Occasionally babies who are not feeding well will receive fluids intravenously, but most babies can breast or bottle-feed between light sessions.

A small number of babies will need a blood transfusion if the level is very high or not responding to phototherapy. This is very uncommon. Making sure the baby takes enough breast milk or formula is most important. Don’t worry. If a baby’s jaundice is detected early and treated without delay, the vast majority of babies will be healthy and develop normally.


Jaundice Prevention

Some babies experience jaundice, which is caused by an excess of bilirubin. The best way to prevent jaundice is through adequate feeding and breastfeeding for the first few days after birth.

Breastfed babes should have eight to twelve feedings a day during their early life while formula-feeders are typically recommended one or two ounces every 2 -3 hours within the 1st week of infancy.



Can a baby die from Jaundice?

Bilirubin is an unfortunate by-product of red blood cells that can cause brain damage and death in severe jaundice cases.

Does jaundice cause a breakdown of red blood cells?

Jaundice is a condition where too much bilirubin, the substance that gives blood its signature color, accumulates in your bloodstream. Bilirubin comes from red cells, which die and pass through the liver for processing and removal.

But when something goes wrong with this process due to an underlying issue like hepatitis or cirrhosis of the liver, then those dead cells can accumulate quickly, leaving you feeling extra tired as well as looking jaundiced!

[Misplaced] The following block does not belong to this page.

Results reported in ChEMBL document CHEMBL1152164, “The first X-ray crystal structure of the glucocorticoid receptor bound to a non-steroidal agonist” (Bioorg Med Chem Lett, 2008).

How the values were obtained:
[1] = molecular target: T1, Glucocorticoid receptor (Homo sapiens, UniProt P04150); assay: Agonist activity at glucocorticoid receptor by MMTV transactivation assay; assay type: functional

Why does Jaundice cause yellowing of the skin?

Jaundice is a condition where your skin, eyes, and mucous membranes turn yellow. This change in coloration occurs when you have high levels of bilirubin which are caused by the breakdown of red blood cells from earlier on in this paragraph.

Bilirubin is a yellow bile fluid secreted by our liver, so it’s important to take care to ensure that we remain healthy!

Does jaundice only occur in newborns?

Jaundice is one of the most common conditions that affect newborn babies. It’s estimated six out of every ten will develop jaundice, including eight out of 10 born prematurely before 37 weeks gestation, but only around 1 in 20 have a blood bilirubin level high enough to need treatment.

Is jaundice hereditary?

Several conditions increase the chance of your baby getting jaundiced. These include: incompatibilities between your blood type and theirs, family history, premature delivery or medically induced labor (if these things happen prematurely), increased bilirubin levels during pregnancy from various causes. It can be hereditary.

How long does infant jaundice last?

Treatment is not usually needed for newborn jaundice because symptoms will typically pass within 10 to 14 days. But if a baby’s bilirubin levels are very high, treatment may be recommended.



Dr. Dina Kulik, Parent Playbook

Author, Dr. Dina Kulik

Author, Dr. Dina Kulik